(The psychology and perception of brands Yes versus No)

Until a few days ago I, like so many in the broader union, had not given the Scottish Independence referendum much thought. But as the vote approached like a ghost ship out of the fog, I felt the chill of division and the sadness pangs of a prospective divorcee momentarily upon me.

Musing on the M1 heading north today I began to consider the psychology of perception around the terminology and visual language of the two opposing campaigns. Unlike so many voting experiences where multiple candidates appear on the ballot sheet, this was unusually a simple Yes versus No, and for a proposition of great magnitude: Independence versus a stable union spanning 307 years.

The language of the campaign brand

Yes is such a positive word and one of the most powerful. ‘Yes we can’, ‘Yes please’. And although ‘yes’ supports risk-taking courage and an open-hearted approach to life it’s not all plain sailing. Psychological experiments have demonstrated that it is difficult to get people to say it because the connotations suggest more work. No, on the other hand, is so obviously negative ‘No you can’t’, ‘No way’, ‘No, not now, not ever.’ No used wisely, however, can demonstrate integrity and be a force against exploitation. I began to feel that ownership of ‘Yes’ in this context was such a boon. It could just as easily have been: ‘Yes for the Union’ versus ‘No for independence’. Not that this would make things any fairer!

The colour of the campaign brand

The blue of the yes campaign for ‘blue sky thinking’, long summer days and of course the national blue flag ingrained in the psyche of every red blooded Scot. Colour psychologists will tell you that the colour blue is one of trust and sincerity. It’s a colour that exhibits an inner confidence and loyalty and that you can rely on it to take control and do the right thing in difficult times. Then the hellfire blood red placards of the ‘No campaign’. Red, although the colour of passion, energy and power can be aggressive and domineering and too much red can make us agitated. The tribal uniforms of blue versus red can be seen in other places: Everton V Liverpool and City V United, Coca-Cola V Pepsi and Maserati V Ferrari.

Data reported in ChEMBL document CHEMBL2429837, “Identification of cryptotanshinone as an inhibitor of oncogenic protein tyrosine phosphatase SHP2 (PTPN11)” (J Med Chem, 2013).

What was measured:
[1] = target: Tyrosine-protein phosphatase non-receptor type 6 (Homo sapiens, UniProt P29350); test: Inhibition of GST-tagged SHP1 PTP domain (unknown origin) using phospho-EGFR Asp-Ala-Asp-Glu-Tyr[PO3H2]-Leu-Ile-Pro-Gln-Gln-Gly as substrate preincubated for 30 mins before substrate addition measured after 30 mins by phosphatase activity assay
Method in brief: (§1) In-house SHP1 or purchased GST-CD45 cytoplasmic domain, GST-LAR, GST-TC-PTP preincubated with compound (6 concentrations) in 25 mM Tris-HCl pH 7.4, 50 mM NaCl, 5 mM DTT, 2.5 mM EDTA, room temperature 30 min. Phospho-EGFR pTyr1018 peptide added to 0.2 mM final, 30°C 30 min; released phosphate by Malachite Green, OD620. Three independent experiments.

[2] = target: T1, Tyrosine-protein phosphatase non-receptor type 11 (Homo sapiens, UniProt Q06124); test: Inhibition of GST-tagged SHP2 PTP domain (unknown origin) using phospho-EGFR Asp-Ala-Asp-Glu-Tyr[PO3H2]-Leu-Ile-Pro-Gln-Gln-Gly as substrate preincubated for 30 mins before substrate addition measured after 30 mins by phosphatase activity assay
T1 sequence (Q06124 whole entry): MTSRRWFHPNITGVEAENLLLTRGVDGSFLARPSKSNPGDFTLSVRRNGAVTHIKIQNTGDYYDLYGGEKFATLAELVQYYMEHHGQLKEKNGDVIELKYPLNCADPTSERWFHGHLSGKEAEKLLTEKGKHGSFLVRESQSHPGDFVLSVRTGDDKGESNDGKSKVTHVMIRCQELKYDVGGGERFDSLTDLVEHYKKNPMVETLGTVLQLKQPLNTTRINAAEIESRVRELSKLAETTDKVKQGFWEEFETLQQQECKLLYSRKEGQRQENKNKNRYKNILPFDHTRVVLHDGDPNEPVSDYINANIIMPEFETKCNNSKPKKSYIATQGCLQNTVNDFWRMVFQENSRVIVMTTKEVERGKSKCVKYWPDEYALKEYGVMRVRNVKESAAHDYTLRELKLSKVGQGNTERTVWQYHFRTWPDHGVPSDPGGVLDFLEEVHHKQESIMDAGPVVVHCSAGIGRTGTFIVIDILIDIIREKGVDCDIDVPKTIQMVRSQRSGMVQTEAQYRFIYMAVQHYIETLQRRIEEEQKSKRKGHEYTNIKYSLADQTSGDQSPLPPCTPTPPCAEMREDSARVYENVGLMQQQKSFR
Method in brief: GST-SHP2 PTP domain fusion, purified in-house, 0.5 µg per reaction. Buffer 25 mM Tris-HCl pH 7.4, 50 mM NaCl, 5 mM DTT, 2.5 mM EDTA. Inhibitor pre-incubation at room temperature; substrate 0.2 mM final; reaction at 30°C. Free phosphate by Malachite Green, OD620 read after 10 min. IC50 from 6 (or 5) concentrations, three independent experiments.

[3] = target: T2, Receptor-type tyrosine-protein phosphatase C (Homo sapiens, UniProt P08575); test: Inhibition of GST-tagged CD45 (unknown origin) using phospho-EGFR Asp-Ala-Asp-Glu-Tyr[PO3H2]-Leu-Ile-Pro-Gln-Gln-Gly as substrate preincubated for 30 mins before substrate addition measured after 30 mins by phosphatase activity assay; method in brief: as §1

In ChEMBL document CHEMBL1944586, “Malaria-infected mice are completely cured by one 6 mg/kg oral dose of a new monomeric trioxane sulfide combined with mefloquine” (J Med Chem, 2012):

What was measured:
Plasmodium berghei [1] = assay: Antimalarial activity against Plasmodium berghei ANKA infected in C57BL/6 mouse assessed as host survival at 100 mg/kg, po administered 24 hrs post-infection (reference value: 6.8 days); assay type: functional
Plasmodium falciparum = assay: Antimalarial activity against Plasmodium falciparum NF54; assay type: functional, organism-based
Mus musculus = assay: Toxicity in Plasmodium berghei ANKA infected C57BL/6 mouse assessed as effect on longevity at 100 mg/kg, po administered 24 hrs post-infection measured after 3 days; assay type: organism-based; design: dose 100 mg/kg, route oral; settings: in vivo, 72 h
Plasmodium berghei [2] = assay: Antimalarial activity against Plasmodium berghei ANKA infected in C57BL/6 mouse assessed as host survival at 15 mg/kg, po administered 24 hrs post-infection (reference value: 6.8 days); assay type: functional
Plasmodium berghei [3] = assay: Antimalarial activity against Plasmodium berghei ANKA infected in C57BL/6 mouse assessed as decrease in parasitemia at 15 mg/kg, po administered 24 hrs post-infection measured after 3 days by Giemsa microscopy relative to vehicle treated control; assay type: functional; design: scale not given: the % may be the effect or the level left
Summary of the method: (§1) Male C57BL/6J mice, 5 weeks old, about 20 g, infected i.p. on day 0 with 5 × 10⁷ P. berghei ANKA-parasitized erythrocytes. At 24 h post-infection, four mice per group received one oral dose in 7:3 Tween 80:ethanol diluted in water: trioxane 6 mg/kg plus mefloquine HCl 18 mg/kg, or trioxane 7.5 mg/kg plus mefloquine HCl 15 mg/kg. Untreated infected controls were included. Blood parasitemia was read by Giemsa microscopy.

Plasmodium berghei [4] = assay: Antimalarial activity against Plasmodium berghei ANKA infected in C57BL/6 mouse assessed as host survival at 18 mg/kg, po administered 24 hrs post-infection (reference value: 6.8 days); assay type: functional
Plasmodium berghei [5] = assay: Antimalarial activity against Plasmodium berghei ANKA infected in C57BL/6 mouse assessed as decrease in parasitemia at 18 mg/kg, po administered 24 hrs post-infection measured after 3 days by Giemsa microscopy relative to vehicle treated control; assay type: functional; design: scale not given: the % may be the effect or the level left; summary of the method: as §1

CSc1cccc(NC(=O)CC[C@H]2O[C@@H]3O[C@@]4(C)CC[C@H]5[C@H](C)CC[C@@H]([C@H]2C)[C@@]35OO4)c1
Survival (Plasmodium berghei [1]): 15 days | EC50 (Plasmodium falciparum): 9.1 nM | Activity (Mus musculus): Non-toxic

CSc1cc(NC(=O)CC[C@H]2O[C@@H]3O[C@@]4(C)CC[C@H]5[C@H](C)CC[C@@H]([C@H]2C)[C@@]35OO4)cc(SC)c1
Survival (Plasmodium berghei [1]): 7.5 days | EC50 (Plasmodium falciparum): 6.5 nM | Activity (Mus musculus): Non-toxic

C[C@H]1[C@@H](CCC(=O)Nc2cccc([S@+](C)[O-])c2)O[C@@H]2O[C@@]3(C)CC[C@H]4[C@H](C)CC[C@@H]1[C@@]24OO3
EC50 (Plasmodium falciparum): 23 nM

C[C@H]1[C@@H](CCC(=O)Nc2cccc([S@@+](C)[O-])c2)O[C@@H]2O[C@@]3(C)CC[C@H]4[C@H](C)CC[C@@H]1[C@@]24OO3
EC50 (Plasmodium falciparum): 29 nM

So the votes were cast and the United Kingdom has emerged broadly unscathed and defiant and wider political engagement is surely possible, but perhaps only just. There is talk of further devolution and hasty concessions in the run up to the vote will have started a broader chain of political events. The experience will perhaps indicate the need for a UK wide vote on Europe. And one wonders if green ‘Yes’ placards promoting the pro union vote would have made a percentage difference. We may have to wait until we are all trusted to vote on the next big national issue to find out.

Graham Dodridge, Ideas Engine and silver.agency CEO

Graham is a brand man and photographer who in 1991 founded leading global indie agency: Gyro prior to founding silver.agency in 2006